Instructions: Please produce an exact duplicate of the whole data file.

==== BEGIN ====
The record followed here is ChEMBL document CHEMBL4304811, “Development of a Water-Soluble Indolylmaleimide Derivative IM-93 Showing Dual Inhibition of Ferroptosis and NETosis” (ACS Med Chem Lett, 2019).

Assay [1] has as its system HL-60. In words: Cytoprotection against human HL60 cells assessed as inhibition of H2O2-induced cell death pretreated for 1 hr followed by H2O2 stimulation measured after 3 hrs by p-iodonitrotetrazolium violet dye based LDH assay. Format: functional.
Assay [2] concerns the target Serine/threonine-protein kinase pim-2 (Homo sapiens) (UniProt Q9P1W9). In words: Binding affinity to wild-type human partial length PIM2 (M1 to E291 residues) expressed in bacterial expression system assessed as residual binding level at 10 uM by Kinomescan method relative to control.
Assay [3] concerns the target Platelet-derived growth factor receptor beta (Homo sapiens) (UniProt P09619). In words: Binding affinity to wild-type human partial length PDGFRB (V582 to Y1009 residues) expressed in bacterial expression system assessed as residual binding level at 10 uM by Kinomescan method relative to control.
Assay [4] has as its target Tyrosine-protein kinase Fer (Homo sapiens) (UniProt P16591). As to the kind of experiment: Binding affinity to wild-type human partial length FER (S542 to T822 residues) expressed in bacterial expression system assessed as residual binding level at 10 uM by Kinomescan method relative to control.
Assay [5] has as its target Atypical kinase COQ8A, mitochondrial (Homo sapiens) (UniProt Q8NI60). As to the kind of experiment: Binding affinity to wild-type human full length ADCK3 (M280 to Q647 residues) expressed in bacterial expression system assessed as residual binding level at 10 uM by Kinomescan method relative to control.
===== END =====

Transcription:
The record followed here is ChEMBL document CHEMBL4304811, “Development of a Water-Soluble Indolylmaleimide Derivative IM-93 Showing Dual Inhibition of Ferroptosis and NETosis” (ACS Med Chem Lett, 2019).

Assay [1] has as its system HL-60. In words: Cytoprotection against human HL60 cells assessed as inhibition of H2O2-induced cell death pretreated for 1 hr followed by H2O2 stimulation measured after 3 hrs by p-iodonitrotetrazolium violet dye based LDH assay. Format: functional.
Assay [2] concerns the target Serine/threonine-protein kinase pim-2 (Homo sapiens) (UniProt Q9P1W9). In words: Binding affinity to wild-type human partial length PIM2 (M1 to E291 residues) expressed in bacterial expression system assessed as residual binding level at 10 uM by Kinomescan method relative to control.
Assay [3] concerns the target Platelet-derived growth factor receptor beta (Homo sapiens) (UniProt P09619). In words: Binding affinity to wild-type human partial length PDGFRB (V582 to Y1009 residues) expressed in bacterial expression system assessed as residual binding level at 10 uM by Kinomescan method relative to control.
Assay [4] has as its target Tyrosine-protein kinase Fer (Homo sapiens) (UniProt P16591). As to the kind of experiment: Binding affinity to wild-type human partial length FER (S542 to T822 residues) expressed in bacterial expression system assessed as residual binding level at 10 uM by Kinomescan method relative to control.
Assay [5] has as its target Atypical kinase COQ8A, mitochondrial (Homo sapiens) (UniProt Q8NI60). As to the kind of experiment: Binding affinity to wild-type human full length ADCK3 (M280 to Q647 residues) expressed in bacterial expression system assessed as residual binding level at 10 uM by Kinomescan method relative to control.